NAVAL ACADEMY TRADITIONSand the percussion ensemble.The band provides musical support to ALUMNI HALL the Brigade of Midshipmen in parades and performances, and enter- This $30 million facility is used for concerts, lectures, plays, convo- tains members of the Academy family and civilian community through- cations, mens and womens basketball and other athletic events. It out the year. includes a reception area and dining room. The arena seats 5,710 fans for basketball contests.

BILLThe firstTHE recorded GOAT use of a goat mascot for Navy athletic teams was in 1893 when an animal named El Cid (The Chief) was turned "Anchors Aweigh" was written by Lt. Charles Zimmermann, over to the Brigade by young officers of the USS New York. El Cid Musical Director of the Naval Academy in 1906, with the lyrics provid- helped Navy to a 6-4 triumph over Army that year.Two cats, a dog, and ed by Alfred H. Miles of the Class of 1906, as a fight song for the 1907 a carrier pigeon have also enjoyed brief reigns as the Navy mascot, but graduating class instead of the usual class march Zimmermann had goats have served without interruption since 1904. composed for previous classes. The song made its debut at the 1906 Bill XXXI and XXXII are the current mascots. They are taken Army-Navy game, and when the Midshipmen won the game, the song care of by 15 goathandlers made up of five midshipmen from the first, became traditional at this game. It gained national exposure in the second and third classes. The goathandlers undergo rigorous training 1920s and 1930s when it was heard on the radio and was in a number prior to handling Bill on the field. of popular movies. In 1997 a one-hour documentary on the history of Navy football, titled "Anchors Aweigh for Honor and Glory", was pro- duced by NFL Films.The film was deemed a success by both critics and fans alike. CO-EDFor many years, the Naval Academy was a male-only institution. But that changed when women were admitted in 1976. Today, 15 per- cent of the 4,000-member Brigade are women. ANNAPOLISThe capital of Maryland, Annapolis is the home of the Naval Academy. Annapolis is located 30 miles east of DISTINGUISHED Washington, D.C. and 25 miles GRADUATES south of . * 1 President of the United States * 2 Cabinet Members * 1 Member of the Board of Governors of the BANCROFT Federal Reserve System HALL * 6 Ambassadors Named after former * 19 Members of Congress Secretary of the Navy * 5 State governors George Bancroft, the Hall is * 5 Secretaries of the Navy home for the entire Brigade * 1 Secretary of the Air Force of Midshipmen. It contains * 3 Chairmen of the Joint Chiefs of Staff 1,873 midshipmen rooms, * 3 Vice Chairmen of the Joint Chiefs of nearly five miles of corridors Staff and about 33 acres of floor * 25 Chiefs of Naval Operations space, making it one of the * 9 Commandants of the Marine Corps largest single dormitories in * 73 Medal of Honor winners the world. All of the basic * 2 Nobel Prize winner facilities midshipmen need * 52 Astronauts for daily living, and many for * 39 Rhodes Scholars recreation, are found in the * 15 Marshall Scholars Hall. * 84 Olmsted Scholars * 23 Fitzgerald Scholars * 766 Burke Scholars BANDThe Navy’s oldest continuing musical organi- zation, the Naval Academy Band was formed in 1852 with 13 musicians. Now numbering 63 members, the band includes the wind ensembles, rock band, big band, woodwind and brass quintets, tuba and trombone quartets Bancroft Hall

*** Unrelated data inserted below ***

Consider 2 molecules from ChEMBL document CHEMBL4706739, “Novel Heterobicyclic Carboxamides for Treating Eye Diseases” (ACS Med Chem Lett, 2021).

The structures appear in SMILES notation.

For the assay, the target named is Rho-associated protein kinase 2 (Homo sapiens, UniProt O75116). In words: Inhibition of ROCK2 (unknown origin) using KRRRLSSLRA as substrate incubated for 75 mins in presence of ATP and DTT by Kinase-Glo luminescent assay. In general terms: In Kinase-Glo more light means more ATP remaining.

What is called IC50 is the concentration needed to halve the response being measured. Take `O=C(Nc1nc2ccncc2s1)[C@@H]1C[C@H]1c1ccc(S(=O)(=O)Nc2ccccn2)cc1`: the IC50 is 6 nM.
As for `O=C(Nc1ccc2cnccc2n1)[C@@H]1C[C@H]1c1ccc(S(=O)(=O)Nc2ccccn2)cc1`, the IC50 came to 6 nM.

ENTERPRISEFrom the bridge of BELLthe famed World War II aircraft carrier, it has been a part of the Naval Academy tradition since 1950.The late Admiral Harry W. Hill, then Superintendent, was instrumen- tal in bringing the "E" Bell to Annapolis. It rings when the Academy observes Morning Colors and also during special ceremonies when Navy scores a majority of victories over Army in any one of the three sports seasons.The bell also rings during Commissioning Week for those teams that beat Army and have not participated in a previous bell- ringing during the academic year.The bell is stationed in front of Bancroft Hall.

GOKOKUJIThe bell is an exact BELL replica of the 1456 casting brought to this country by Commodore Matthew C. Perry following his expedition to Japan in 1854.The original bell, donated to the Naval Academy by Commodore Perry’s widow, was returned by the Navy to the people of Okinawa in 1987. Like the original bell, the replica is rung to celebrate football victories over Army.The bell is stationed in front of Bancroft Hall.